Friday, September 10, 2010

Coral Reef Preservation and Ecotourism in Kaki island

After writing about coral reef preservation in the Dorey bay of Manokwari regency, now I am going to discuss about similar marine environment in Pantura region. One of the ecotourism destinations that I am now developing for tourists is Kaki island. Here the activities which they can enjoy are swimming, snorkeling, bird watching, fishing and eating lobster. Coral reefs around Kaki island and several coral islets in the region are still in good condition. I met a local Papuan fisherman there in July 2010 and expressed my opinion about how I and the local villagers along the northern coast can preserve the precious coral reef both for sustainable fishing and ecotourism trips. I told him that it is against the law if fishermen use bomb or explosive materials to catch fish. He agreed with that.
Kaki island is located near the Nuni village and I had successfully made a short video about how a small boy took his net bag from the sea which had been filled with lobsters. We all know that the price of lobster is expensive. The boys there caught lobsters at night. They dive without using diving gear. With only some outrigger boats, they catch lobsters that live among the corals. To catch the lobsters they use flashlight. They also wear gloves to protect their skin from sharp thorns that exist skin or shell of the lobsters.  The fishermen in Nuni village usually sell their catch to fish vendor in Kwawi near the boat terminal. The vendor will export them to his customers in big cities in Java.  Coral reef is the tropical rainforest of the sea. It is home to a lot of species of fish and other marine animals. While I was snorkeling with the Labrees in Kaki island in July 2010, I saw various species of fish and corals under the surface of the sea. I also saw some  tridacna clams which the fishermen had caught and put inside their boat. When these clams were still alive, you must not touch the inside part of the shells or your fingers will be cut by them. They are delicious food for the villagers. I hope that the local people there know how to preserve these important clams through sustainable fishing practices for the future generation of Papuan people. The sea in the northern coast is still clean. The coral reef there is healthy and full of marine animals.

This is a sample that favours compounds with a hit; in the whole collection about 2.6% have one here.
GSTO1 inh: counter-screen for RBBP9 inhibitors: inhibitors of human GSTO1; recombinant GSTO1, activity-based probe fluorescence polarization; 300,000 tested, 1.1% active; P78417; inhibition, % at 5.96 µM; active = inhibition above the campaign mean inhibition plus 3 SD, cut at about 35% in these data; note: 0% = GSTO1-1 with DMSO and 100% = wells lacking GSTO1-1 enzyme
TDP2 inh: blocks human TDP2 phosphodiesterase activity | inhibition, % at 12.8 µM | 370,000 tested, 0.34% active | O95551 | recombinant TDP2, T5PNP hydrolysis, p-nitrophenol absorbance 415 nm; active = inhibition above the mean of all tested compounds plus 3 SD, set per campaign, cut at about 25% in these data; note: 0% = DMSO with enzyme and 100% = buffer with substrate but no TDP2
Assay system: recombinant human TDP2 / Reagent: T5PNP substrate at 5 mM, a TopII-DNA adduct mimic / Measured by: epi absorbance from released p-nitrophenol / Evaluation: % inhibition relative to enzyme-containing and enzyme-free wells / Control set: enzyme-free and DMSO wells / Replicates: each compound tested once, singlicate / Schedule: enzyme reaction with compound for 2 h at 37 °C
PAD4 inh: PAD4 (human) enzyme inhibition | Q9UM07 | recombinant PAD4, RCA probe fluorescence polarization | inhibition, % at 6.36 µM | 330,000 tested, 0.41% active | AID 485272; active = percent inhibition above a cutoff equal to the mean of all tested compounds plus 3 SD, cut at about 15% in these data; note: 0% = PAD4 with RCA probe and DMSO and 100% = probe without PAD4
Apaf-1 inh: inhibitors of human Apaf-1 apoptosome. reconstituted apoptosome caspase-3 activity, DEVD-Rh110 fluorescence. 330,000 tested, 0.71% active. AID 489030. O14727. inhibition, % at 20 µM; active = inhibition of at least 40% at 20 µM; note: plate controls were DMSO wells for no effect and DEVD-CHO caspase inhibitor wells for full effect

Tourists who want to come to Kaki island must know that the current in the area is strong. They should not enjoy snorkeling there if they are not experience enough in handling such condition. Tourists should be accompanied by at least one local fisherman who parks his motorized boat between a sand dune and the Kaki island. If they are pushed away by the water current, the fisherman can move his boat closer to them so that they can easily reach and hold the outriggers of the boat and be dragged back to the shore. I don't know the exact price for a trip to island but the boat driver may request 100 thousand to 200 rupiahs. Try to bargain with him if you consider that the initial price that he ask of you is expensive. Usually, when the boat is not used for transporting tourists, it will be used for catching fish.
Additional income which fishermen get from the ecotourism activities in Kaki island is expected to support them financially so that they will not be tempted to use destructive fishing method that will be harmful to the coral reef ecosystem and to the fishermen themselves.
The nearby forest of the Nuni village is also in good condition. This tropical rainforest is home to cockatoo, hornbills, lory and reptiles that are endemic to Papua island. Ecotourism that I am developing in the region is still in her early stage. I hope that with more tourists coming to Nuni and the whole Pantura region, local Papuan people and city dwellers in Manokwari will give more attention to their forest and the marine environment and seriously protect them from any kind of destructive activities. by Charles Roring

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